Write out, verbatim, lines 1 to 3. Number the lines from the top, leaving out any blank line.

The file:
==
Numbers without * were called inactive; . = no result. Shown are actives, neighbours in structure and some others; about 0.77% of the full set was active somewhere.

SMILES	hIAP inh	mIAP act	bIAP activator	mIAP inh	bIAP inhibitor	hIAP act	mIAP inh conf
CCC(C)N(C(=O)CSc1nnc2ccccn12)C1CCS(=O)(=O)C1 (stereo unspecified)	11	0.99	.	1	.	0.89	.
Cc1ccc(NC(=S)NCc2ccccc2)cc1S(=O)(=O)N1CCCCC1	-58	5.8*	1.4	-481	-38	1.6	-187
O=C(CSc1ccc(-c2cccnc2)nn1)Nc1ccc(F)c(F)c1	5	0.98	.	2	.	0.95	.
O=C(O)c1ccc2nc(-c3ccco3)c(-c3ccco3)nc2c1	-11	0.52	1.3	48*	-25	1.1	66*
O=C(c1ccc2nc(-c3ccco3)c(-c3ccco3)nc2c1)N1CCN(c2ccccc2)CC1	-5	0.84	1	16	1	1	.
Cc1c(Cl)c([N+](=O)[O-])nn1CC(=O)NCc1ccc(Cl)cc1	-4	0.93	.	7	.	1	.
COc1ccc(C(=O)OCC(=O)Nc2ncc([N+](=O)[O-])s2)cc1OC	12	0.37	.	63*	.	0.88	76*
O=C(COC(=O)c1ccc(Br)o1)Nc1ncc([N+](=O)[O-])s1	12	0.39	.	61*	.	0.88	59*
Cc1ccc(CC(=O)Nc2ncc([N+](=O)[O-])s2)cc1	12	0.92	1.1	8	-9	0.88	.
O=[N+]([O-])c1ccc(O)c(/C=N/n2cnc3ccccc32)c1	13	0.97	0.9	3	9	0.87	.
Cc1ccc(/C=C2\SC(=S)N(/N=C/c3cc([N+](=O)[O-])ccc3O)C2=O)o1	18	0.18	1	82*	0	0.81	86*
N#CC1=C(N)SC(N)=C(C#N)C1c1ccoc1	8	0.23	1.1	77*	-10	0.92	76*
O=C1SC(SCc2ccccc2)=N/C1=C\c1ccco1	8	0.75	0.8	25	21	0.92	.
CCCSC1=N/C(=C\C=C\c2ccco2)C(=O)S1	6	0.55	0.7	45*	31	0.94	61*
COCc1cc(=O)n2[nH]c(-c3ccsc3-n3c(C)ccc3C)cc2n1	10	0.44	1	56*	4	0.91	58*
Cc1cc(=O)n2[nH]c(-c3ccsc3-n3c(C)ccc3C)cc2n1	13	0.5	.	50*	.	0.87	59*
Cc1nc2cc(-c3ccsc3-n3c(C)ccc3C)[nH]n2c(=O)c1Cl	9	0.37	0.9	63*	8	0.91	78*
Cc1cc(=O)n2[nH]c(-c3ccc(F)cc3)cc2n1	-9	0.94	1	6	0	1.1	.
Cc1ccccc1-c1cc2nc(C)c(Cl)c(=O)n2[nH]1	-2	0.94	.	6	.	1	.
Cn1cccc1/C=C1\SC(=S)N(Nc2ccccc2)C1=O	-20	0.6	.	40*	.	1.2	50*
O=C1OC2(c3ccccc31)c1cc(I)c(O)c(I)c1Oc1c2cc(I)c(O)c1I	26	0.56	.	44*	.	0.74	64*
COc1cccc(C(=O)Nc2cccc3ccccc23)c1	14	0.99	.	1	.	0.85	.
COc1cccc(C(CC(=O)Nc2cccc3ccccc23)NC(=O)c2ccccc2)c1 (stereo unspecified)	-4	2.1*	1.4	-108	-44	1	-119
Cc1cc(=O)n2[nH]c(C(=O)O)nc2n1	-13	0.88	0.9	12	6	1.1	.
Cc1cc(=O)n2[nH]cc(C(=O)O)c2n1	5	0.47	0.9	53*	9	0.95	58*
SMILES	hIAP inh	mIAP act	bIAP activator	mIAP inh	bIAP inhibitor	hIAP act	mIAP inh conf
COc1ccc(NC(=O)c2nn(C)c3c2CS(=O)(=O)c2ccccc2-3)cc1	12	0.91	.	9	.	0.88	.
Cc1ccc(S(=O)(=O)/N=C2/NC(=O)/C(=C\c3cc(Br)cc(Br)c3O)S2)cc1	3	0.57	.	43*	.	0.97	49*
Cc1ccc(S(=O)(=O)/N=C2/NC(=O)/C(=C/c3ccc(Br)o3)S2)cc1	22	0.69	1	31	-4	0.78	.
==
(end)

Numbers without * were called inactive; . = no result. Shown are actives, neighbours in structure and some others; about 0.77% of the full set was active somewhere.

SMILES	hIAP inh	mIAP act	bIAP activator	mIAP inh	bIAP inhibitor	hIAP act	mIAP inh conf
CCC(C)N(C(=O)CSc1nnc2ccccn12)C1CCS(=O)(=O)C1 (stereo unspecified)	11	0.99	.	1	.	0.89	.